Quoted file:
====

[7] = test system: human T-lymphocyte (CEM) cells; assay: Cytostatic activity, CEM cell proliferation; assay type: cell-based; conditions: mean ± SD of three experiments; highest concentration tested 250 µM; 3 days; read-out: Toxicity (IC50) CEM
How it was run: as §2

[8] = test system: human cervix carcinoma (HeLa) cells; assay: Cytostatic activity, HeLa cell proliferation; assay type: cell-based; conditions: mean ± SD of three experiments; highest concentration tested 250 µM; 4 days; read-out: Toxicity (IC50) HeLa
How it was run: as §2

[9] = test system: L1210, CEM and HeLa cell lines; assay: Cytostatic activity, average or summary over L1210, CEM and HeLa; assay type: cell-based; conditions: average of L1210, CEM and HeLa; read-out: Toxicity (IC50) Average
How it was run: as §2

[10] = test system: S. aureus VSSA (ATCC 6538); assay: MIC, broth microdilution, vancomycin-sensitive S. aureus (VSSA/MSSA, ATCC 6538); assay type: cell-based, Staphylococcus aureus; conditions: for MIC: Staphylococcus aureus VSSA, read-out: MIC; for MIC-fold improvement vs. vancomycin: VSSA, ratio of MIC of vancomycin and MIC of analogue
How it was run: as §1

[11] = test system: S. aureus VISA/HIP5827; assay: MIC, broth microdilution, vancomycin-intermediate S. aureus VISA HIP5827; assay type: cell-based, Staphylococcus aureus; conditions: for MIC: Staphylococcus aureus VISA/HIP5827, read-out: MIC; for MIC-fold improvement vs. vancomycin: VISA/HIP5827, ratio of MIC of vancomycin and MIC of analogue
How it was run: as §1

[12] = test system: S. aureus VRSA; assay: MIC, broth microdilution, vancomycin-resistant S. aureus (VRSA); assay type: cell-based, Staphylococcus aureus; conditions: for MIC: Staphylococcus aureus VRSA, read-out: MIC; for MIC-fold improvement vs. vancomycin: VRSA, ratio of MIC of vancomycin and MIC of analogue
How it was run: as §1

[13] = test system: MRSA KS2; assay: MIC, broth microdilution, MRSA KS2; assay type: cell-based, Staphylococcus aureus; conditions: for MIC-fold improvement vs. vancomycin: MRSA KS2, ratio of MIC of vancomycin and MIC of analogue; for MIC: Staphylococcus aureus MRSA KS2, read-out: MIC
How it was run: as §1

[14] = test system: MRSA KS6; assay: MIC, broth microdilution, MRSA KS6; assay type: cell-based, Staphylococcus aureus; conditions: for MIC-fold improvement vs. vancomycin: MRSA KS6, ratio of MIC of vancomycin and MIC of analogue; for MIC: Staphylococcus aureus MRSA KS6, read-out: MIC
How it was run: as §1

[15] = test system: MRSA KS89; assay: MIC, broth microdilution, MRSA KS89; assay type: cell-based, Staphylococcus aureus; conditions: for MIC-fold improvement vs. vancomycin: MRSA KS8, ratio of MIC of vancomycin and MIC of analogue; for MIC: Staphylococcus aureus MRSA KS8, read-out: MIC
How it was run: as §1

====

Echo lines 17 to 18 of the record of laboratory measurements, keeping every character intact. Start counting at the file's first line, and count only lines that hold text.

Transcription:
[15] = test system: MRSA KS89; assay: MIC, broth microdilution, MRSA KS89; assay type: cell-based, Staphylococcus aureus; conditions: for MIC-fold improvement vs. vancomycin: MRSA KS8, ratio of MIC of vancomycin and MIC of analogue; for MIC: Staphylococcus aureus MRSA KS8, read-out: MIC
How it was run: as §1